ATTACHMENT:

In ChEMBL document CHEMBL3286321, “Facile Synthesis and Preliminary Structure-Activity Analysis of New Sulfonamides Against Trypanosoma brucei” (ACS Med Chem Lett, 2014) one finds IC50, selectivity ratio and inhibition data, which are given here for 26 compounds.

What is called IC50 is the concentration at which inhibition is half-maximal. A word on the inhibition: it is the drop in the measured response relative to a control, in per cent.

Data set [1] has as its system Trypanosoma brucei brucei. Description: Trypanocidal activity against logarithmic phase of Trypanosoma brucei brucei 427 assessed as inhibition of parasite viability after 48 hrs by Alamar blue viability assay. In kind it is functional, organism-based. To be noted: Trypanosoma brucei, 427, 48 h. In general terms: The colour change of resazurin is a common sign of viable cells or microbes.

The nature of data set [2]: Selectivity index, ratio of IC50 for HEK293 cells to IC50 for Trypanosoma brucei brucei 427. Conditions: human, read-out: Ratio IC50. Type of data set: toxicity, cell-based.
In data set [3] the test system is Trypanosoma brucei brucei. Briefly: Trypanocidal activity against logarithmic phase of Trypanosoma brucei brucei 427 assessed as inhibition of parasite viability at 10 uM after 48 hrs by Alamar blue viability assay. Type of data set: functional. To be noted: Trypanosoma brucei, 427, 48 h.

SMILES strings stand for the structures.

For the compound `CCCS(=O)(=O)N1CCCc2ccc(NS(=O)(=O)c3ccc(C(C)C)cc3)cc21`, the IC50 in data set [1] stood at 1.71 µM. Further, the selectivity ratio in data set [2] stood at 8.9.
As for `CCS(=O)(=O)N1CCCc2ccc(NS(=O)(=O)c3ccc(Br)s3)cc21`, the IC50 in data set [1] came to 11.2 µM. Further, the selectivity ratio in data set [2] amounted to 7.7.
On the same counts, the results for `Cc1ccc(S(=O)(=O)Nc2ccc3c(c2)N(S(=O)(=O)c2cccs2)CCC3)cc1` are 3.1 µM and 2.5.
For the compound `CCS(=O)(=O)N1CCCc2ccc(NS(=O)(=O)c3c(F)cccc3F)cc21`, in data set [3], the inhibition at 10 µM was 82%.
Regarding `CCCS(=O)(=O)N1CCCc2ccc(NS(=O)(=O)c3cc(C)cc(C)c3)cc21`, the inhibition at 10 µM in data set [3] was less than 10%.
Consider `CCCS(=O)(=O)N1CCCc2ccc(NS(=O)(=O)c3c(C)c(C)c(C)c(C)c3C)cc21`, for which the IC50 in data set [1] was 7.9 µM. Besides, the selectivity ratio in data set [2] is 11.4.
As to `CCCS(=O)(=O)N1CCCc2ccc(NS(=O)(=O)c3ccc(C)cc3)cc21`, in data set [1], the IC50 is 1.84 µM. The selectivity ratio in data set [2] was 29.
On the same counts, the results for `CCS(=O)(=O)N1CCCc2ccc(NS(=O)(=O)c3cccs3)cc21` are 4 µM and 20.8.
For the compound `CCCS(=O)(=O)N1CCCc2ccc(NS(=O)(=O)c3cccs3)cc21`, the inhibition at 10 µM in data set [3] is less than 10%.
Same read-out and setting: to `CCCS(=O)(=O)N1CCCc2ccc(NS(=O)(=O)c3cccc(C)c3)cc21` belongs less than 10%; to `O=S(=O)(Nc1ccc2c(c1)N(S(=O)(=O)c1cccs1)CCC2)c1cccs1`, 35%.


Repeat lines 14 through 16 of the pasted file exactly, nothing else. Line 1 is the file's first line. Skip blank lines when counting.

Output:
On the same counts, the results for `CCS(=O)(=O)N1CCCc2ccc(NS(=O)(=O)c3cccs3)cc21` are 4 µM and 20.8.
For the compound `CCCS(=O)(=O)N1CCCc2ccc(NS(=O)(=O)c3cccs3)cc21`, the inhibition at 10 µM in data set [3] is less than 10%.
Same read-out and setting: to `CCCS(=O)(=O)N1CCCc2ccc(NS(=O)(=O)c3cccc(C)c3)cc21` belongs less than 10%; to `O=S(=O)(Nc1ccc2c(c1)N(S(=O)(=O)c1cccs1)CCC2)c1cccs1`, 35%.